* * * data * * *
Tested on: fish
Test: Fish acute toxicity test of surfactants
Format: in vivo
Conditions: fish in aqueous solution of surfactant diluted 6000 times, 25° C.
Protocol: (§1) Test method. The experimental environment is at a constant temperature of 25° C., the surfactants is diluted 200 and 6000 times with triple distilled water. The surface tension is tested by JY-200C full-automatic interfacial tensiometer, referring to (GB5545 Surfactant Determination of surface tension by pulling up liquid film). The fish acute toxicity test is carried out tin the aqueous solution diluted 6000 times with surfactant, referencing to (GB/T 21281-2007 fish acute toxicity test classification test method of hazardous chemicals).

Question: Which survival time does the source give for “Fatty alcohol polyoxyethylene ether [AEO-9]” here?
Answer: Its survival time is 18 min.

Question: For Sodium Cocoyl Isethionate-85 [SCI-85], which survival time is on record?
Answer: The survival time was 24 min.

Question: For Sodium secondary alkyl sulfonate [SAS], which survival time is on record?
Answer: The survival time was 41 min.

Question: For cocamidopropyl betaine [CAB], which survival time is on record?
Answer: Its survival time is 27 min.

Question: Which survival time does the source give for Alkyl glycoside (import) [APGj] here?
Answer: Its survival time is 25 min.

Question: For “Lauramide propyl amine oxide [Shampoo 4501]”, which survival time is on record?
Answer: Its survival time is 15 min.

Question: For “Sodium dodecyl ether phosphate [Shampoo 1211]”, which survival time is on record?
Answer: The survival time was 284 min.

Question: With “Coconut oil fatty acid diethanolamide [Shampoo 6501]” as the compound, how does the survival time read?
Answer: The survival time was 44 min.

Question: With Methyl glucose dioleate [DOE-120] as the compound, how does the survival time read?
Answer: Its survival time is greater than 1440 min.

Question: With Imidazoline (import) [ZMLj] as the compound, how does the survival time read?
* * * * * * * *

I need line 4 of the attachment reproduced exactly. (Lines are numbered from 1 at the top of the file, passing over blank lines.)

Conditions: fish in aqueous solution of surfactant diluted 6000 times, 25° C.